In Idaho, low-tech stream restoration is taking off, thanks in part, to SGI’s workshops and education efforts.
Beaver dam analogue in Idaho with SGI SWAT staff in background. Photo: Greg M. Peters
Mesic, or wet, habitats provide critical “green groceries” for wildlife and livestock living in the sagebrush sea, particularly late in the summer or during periods of drought when other food resources have literally dried up. That’s why, since 2017, the Sage Grouse Initiative’s “Water is Life” campaign has been educating people about the outsized value these mesic areas have for wildlife and about how ranchers and natural resource professionals can conserve and restore these important habitats.
Through USDA-NRCS’s Working Lands for Wildlife, SGI teamed up with experts to expand the mesic habitat restoration toolbox to include ‘low-tech’ approaches that allow more people to get involved improving meadows and streams. Collaboration with Utah State University has resulted in a series of hands-on field workshops that have trained hundreds of conservation professionals and private landowners on these techniques, as well as provided new technical resources to support project design and implementation.
A new Life on the Range story from the Idaho Rangeland Resources Commission shows that these efforts are paying off. The story features two projects where a coalition of partners who have attended the SGI workshops are putting their new knowledge to work installing Beaver Dam Analogues, or BDAs, on working lands in sagebrush country. BDAs are part of a low-tech process-based restoration approach designed to mimic and promote beaver dam activity using simple, low-cost structures made of locally sourced, natural materials.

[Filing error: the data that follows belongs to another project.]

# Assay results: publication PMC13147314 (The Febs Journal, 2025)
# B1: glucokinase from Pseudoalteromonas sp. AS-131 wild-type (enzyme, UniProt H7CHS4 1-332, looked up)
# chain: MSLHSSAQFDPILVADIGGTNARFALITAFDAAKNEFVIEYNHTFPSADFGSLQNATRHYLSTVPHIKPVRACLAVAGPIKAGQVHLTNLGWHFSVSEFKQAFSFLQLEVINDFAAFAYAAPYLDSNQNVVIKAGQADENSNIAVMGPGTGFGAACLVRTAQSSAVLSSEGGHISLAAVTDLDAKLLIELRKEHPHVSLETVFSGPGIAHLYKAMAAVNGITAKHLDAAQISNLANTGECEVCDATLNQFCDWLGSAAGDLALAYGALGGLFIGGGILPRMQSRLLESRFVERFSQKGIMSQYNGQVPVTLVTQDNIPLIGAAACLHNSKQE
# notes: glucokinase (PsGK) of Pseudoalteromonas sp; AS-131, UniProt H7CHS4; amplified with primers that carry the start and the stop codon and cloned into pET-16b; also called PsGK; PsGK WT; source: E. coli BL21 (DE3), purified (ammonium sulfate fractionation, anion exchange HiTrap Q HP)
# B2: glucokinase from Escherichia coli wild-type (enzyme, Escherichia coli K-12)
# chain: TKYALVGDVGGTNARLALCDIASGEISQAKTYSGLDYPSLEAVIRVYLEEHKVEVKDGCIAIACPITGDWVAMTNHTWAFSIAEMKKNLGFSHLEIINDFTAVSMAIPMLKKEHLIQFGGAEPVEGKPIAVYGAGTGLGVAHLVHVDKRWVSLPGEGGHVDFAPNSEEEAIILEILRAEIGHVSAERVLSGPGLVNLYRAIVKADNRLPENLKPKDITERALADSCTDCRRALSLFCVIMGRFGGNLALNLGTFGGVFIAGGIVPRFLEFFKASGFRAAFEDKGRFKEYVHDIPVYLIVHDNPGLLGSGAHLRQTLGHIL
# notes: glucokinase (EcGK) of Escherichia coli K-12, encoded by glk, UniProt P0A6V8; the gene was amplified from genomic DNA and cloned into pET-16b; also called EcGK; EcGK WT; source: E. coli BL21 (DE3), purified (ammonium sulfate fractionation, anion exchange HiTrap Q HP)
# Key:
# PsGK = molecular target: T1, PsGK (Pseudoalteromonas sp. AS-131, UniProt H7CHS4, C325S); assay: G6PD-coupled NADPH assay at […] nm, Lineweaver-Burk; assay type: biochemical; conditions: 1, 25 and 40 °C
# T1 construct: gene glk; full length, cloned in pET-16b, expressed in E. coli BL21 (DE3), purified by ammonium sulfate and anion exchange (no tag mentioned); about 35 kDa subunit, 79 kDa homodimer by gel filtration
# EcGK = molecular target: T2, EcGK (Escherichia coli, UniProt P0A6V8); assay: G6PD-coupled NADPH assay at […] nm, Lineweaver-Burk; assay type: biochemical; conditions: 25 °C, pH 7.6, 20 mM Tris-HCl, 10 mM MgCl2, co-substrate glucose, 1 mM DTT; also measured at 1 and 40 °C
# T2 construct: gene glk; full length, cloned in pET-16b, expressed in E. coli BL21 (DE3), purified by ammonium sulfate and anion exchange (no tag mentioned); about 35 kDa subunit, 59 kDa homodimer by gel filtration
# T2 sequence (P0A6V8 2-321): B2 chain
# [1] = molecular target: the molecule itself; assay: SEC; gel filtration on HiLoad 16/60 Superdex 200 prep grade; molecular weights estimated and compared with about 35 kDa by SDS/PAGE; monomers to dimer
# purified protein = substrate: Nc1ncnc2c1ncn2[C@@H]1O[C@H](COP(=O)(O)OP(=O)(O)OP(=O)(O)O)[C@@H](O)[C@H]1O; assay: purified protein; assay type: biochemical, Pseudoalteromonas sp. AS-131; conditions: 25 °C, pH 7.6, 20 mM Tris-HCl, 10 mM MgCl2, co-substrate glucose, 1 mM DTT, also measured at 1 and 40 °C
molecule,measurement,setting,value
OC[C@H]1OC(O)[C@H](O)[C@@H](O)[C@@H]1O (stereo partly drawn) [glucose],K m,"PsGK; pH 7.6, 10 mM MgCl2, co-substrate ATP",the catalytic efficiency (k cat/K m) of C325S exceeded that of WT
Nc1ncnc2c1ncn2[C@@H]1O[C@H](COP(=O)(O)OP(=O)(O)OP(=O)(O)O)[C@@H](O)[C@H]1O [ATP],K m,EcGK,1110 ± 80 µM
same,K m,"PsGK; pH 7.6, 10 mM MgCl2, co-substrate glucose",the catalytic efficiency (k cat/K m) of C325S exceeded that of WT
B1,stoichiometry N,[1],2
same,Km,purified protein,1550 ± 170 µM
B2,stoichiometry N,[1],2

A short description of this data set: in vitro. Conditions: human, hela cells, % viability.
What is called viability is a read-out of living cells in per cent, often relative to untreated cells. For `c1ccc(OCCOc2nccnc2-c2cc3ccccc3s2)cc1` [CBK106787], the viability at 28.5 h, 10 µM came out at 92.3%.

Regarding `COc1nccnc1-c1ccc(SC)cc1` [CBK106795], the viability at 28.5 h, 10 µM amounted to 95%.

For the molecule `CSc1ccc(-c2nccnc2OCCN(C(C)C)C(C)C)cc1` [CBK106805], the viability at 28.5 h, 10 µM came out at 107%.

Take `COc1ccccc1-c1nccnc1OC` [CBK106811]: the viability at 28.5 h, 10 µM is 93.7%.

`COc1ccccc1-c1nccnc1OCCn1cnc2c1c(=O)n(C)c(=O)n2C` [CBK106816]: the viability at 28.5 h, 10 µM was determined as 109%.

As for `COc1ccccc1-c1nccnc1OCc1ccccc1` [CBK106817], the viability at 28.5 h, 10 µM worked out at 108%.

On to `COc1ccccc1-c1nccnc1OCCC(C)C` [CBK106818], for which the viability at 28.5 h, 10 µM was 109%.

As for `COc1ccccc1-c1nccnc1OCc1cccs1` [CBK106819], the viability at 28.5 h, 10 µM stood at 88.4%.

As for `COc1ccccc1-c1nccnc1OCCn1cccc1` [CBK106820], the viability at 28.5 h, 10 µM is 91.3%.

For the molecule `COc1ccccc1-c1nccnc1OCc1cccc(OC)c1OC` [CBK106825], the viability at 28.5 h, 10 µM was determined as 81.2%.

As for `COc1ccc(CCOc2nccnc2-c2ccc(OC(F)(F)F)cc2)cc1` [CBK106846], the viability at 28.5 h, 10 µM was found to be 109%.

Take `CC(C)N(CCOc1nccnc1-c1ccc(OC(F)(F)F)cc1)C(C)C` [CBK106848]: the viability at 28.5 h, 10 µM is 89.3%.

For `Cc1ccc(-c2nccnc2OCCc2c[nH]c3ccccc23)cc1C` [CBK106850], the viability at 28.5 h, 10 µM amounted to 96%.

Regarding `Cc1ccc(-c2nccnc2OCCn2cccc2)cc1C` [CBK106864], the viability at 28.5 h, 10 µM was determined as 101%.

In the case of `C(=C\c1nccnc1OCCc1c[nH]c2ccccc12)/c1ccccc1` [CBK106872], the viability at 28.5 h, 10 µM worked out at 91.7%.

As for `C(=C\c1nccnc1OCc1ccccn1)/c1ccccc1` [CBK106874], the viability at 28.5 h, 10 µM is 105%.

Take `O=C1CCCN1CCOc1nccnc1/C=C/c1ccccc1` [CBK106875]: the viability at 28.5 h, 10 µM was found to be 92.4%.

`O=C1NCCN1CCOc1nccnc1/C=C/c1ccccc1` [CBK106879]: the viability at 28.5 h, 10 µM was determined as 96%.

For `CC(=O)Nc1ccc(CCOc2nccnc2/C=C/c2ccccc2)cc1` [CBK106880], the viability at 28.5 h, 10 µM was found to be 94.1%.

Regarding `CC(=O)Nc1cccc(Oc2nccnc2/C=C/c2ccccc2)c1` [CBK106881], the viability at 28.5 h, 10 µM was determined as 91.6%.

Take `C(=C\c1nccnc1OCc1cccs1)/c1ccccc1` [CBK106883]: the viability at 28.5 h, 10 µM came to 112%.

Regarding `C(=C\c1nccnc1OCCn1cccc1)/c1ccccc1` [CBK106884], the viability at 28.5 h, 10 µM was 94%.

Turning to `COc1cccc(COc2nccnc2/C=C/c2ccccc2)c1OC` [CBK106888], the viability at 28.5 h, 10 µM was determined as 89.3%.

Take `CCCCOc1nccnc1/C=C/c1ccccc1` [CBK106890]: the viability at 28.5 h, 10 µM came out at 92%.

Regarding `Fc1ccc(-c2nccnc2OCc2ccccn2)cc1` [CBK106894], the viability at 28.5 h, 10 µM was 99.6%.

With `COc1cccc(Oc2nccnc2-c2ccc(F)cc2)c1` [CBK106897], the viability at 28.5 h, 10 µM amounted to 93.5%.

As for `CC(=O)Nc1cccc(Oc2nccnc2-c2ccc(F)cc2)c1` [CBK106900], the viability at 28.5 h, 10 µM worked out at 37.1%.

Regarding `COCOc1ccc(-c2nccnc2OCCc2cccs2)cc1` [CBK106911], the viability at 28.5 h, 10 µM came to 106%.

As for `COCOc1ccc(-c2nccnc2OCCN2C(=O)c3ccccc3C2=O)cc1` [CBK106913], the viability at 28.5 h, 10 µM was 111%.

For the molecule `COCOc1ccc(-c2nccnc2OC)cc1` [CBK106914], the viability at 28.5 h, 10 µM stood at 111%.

The first project featured in the story was on Hurry Up Creek that flows through Chris Black’s ranch near Bruneau, Idaho. Black notes, “I’ve wanted to get beaver in here for years but it is an ephemeral stream. There’s enough willows to make good food for them and everything, but there isn’t enough water for them to stay.”
So, he teamed up with conservation professionals from the Idaho Governor’s Office of Species Conservation, U.S. Fish and Wildlife Service, Idaho Department of Fish and Game, and NRCS to install 10 BDAs on the creek, with more structures planned.
As the Life on the Range story explains, it didn’t take long for him to see the positive results:
They’re backing water up, they’re creating habitat for frogs, for sage grouse, for beavers. These meadows are like a sponge. They take that water and they hold it and release it slowly into the system. So, we don’t get that big rush in the spring, when the springs are active, they run hard and then just dry up. Then you just have a dry meadow. With water being held back in the system, it releases slowly, and that benefits downstream users, too, so it’s a benefit for everything. This is going to help my cows. What helps my cows will help all other species, too.